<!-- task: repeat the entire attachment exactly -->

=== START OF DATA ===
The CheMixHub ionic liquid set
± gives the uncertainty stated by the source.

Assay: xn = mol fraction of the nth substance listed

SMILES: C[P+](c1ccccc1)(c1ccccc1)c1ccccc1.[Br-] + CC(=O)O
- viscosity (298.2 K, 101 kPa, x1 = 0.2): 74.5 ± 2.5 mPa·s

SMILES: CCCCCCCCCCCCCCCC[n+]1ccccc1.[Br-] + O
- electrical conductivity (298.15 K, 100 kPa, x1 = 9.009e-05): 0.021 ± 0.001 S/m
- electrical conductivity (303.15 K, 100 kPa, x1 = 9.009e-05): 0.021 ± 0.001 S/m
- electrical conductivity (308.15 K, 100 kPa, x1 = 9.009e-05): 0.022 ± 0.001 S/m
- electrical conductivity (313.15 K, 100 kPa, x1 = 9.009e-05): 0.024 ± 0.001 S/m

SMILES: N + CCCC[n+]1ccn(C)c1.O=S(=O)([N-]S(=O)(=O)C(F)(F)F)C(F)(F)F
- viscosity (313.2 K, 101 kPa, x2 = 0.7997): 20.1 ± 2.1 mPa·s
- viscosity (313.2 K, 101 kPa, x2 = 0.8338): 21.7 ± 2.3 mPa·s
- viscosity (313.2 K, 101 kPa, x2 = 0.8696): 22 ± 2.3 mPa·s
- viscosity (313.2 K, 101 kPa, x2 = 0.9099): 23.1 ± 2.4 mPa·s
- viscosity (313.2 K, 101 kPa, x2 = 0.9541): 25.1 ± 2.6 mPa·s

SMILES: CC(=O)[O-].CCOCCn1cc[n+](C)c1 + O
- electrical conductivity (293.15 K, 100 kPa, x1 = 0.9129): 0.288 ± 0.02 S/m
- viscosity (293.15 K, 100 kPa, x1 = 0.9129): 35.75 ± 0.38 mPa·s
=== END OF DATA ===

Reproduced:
The CheMixHub ionic liquid set
± gives the uncertainty stated by the source.

Assay: xn = mol fraction of the nth substance listed

SMILES: C[P+](c1ccccc1)(c1ccccc1)c1ccccc1.[Br-] + CC(=O)O
- viscosity (298.2 K, 101 kPa, x1 = 0.2): 74.5 ± 2.5 mPa·s

SMILES: CCCCCCCCCCCCCCCC[n+]1ccccc1.[Br-] + O
- electrical conductivity (298.15 K, 100 kPa, x1 = 9.009e-05): 0.021 ± 0.001 S/m
- electrical conductivity (303.15 K, 100 kPa, x1 = 9.009e-05): 0.021 ± 0.001 S/m
- electrical conductivity (308.15 K, 100 kPa, x1 = 9.009e-05): 0.022 ± 0.001 S/m
- electrical conductivity (313.15 K, 100 kPa, x1 = 9.009e-05): 0.024 ± 0.001 S/m

SMILES: N + CCCC[n+]1ccn(C)c1.O=S(=O)([N-]S(=O)(=O)C(F)(F)F)C(F)(F)F
- viscosity (313.2 K, 101 kPa, x2 = 0.7997): 20.1 ± 2.1 mPa·s
- viscosity (313.2 K, 101 kPa, x2 = 0.8338): 21.7 ± 2.3 mPa·s
- viscosity (313.2 K, 101 kPa, x2 = 0.8696): 22 ± 2.3 mPa·s
- viscosity (313.2 K, 101 kPa, x2 = 0.9099): 23.1 ± 2.4 mPa·s
- viscosity (313.2 K, 101 kPa, x2 = 0.9541): 25.1 ± 2.6 mPa·s

SMILES: CC(=O)[O-].CCOCCn1cc[n+](C)c1 + O
- electrical conductivity (293.15 K, 100 kPa, x1 = 0.9129): 0.288 ± 0.02 S/m
- viscosity (293.15 K, 100 kPa, x1 = 0.9129): 35.75 ± 0.38 mPa·s